Hizbullah drills military takeover of Beirut
Groups of up to 30 gather in 12 strategic points of Beirut including sea,
air ports, entries to city; Saudis ends effort to mediate in Lebanon.
By JERUSALEM POST STAFF, AP
January 19, 2011 14:41
2 minute read.
(photo credit: AP)
Hizbullah members and allied parties carried out a two-hour exercise early on Tuesday morning at 12 strategic points in Beirut, meant to show a potential first response to the commission findings surrounding the assassination of former Lebanese prime minister Rafik Hariri, Kuwaiti daily Al-Rai reported on Wednesday.
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Members of the Hizbullah and Amal Shi’ite movements participated in the drill, and were reportedly unarmed and wearing black shirts.
Lebanese security officials confirmed the gatherings, which dispersed by late morning and appeared to be a show of force in the hours after a long-awaited indictment was submitted on Monday to the International Court of Justice at the Hague on Hariri’s death.
Ghaleb Abu Zeinab, a member of Hizbullah’s political bureau, said he was not aware of such gatherings.
“I cannot comment,” he said.
Though no violence was reported, parents pulled their children from school on Tuesday after seeing gatherings of up to 30 people dressed in black and carrying hand-held radios. One gathering was about 400 meters from the Grand Serail, the seat of government in downtown Beirut, and security officials closed the roads leading to the building.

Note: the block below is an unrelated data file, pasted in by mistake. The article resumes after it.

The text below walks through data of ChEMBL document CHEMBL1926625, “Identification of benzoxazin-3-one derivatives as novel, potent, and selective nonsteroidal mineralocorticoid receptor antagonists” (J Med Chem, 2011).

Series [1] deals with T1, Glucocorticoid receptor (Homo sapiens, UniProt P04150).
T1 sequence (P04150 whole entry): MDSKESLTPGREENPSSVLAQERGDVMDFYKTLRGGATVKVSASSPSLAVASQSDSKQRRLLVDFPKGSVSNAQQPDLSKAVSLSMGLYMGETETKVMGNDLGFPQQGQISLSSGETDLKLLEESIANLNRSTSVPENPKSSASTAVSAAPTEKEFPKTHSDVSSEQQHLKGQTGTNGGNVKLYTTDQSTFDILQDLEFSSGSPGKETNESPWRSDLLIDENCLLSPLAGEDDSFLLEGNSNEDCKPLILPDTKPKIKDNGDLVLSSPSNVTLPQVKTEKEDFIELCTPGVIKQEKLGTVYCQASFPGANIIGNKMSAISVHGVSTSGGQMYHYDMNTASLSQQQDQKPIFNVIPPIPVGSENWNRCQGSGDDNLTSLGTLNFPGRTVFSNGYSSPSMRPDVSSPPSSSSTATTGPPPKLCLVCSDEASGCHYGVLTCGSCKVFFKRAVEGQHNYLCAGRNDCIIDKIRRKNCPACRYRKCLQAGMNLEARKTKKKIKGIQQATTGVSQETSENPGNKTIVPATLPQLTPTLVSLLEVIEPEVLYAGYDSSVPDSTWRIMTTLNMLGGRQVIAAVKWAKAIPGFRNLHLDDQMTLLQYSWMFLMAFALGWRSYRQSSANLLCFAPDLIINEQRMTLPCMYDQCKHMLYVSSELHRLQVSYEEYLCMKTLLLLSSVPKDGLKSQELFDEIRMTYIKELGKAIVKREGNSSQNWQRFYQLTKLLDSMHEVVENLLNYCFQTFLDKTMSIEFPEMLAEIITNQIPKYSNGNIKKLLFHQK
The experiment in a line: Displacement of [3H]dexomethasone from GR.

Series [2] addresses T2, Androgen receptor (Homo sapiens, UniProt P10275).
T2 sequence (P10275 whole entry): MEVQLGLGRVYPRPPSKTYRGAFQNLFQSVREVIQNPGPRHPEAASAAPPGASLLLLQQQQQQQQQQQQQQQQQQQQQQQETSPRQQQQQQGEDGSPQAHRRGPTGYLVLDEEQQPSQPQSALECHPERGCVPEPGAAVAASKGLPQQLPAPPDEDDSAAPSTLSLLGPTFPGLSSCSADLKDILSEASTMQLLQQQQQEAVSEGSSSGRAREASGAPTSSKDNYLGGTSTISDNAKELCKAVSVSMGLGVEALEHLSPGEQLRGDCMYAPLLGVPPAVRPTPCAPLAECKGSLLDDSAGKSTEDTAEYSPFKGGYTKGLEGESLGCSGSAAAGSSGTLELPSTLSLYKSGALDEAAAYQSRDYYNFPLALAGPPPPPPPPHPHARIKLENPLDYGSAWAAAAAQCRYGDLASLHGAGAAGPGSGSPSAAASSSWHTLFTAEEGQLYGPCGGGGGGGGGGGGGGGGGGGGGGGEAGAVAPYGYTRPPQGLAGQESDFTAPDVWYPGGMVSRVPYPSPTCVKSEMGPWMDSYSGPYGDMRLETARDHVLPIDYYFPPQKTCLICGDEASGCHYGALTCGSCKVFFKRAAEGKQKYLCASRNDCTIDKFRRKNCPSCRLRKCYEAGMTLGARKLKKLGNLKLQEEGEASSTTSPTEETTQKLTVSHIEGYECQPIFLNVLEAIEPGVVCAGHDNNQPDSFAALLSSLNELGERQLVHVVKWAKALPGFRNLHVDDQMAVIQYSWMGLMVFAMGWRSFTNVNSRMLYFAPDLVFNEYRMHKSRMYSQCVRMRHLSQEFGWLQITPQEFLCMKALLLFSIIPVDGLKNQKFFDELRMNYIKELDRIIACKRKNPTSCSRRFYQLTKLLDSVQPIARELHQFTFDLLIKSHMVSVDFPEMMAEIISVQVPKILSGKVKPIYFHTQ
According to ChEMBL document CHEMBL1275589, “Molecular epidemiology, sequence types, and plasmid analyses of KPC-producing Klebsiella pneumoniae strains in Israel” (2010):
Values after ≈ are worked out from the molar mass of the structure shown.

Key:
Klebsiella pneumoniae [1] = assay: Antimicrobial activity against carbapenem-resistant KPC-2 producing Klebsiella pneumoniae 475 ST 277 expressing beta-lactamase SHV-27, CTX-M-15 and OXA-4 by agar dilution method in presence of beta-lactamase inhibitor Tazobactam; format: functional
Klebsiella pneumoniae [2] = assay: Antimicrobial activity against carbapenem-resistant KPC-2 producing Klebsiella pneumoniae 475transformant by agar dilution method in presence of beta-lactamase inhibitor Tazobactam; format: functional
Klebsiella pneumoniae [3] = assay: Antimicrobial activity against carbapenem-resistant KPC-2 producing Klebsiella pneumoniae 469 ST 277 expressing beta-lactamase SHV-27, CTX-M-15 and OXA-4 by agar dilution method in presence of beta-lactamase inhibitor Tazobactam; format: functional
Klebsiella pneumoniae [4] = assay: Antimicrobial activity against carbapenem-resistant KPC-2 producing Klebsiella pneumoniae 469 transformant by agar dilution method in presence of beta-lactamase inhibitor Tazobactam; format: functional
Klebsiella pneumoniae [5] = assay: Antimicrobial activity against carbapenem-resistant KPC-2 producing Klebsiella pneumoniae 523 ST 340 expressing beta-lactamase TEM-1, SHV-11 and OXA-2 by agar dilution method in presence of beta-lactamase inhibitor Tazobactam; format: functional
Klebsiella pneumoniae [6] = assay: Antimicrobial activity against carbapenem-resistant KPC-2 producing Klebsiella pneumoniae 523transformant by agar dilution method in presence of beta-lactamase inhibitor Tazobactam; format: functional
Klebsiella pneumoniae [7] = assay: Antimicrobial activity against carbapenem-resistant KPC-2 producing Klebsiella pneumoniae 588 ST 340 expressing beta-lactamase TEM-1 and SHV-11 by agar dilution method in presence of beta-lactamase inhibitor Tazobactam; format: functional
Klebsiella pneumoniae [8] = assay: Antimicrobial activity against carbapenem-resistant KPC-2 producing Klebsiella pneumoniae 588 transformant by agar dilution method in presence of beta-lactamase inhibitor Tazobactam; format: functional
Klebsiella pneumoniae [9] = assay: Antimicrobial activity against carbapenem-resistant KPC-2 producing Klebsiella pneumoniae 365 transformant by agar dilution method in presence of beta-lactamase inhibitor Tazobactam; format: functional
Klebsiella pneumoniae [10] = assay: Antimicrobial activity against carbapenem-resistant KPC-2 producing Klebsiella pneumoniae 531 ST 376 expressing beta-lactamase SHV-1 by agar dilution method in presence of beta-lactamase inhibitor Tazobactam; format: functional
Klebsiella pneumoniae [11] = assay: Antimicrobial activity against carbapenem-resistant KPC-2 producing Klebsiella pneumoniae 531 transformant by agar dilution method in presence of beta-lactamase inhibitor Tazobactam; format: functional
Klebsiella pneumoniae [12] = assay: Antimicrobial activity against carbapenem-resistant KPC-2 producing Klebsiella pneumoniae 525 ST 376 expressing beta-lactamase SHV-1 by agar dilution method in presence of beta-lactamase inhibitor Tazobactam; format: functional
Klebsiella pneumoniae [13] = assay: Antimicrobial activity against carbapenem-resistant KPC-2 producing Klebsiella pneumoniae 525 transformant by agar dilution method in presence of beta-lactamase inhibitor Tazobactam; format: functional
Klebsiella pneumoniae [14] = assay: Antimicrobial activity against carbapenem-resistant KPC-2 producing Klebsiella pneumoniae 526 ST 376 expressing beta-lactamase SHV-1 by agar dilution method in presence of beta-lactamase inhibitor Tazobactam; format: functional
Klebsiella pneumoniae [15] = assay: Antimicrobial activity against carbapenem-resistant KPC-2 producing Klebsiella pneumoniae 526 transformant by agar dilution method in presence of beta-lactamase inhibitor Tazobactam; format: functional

Education Minister Hassan Mneimneh told Lebanese TV stations that the situation in the capital had “returned to normal” by late morning and that “tomorrow will be a normal school day.”
Meanwhile, Saudi Arabia has abandoned efforts to mediate in Lebanon’s political crisis.
In an interview on Wednesday with the Saudi-owned Al- Arabiya TV, Foreign Minister Saud al-Faisal said the Saudi king has decided he is “withdrawing his hand” from Lebanon.
It was a major blow to outside efforts to avoid a new outbreak of violence between the country’s Western-backed political coalition and its rivals in the Hizbullah-led alliance.
For months, Syria and Saudi Arabia were jointly trying to mediate between the rival camps they back in Lebanon. The effort, which had been touted by Lebanese and Arab leaders as the best hope to defuse tensions in one of the most volatile corners of the Middle East, collapsed a week ago.
Faisal said the decision to pull out was made after the Saudi-Syrian contacts collapsed.
He did not elaborate.
The withdrawal of Arab powerhouse Saudi Arabia from mediation efforts is a worrisome sign that the crisis may have reached a point whereby a diplomatic settlement can no longer be attained.
It also leaves more room for maneuvering by Hizbullah backers Syria and Iran.
Iranian President Mahmoud Ahmadinejad said in a speech on Wednesday that Lebanon must keep “evil hands” from meddling in its affairs – a clear reference to the US and its allies that support the UN investigation into former prime minister Rafik Hariri’s 2005 assassination.
“Hands off Lebanon,” he told supporters in the central Iranian city of Yazd.
“If you don’t stop, the nation of Lebanon and other nations in the region will cut off your dirty hands.”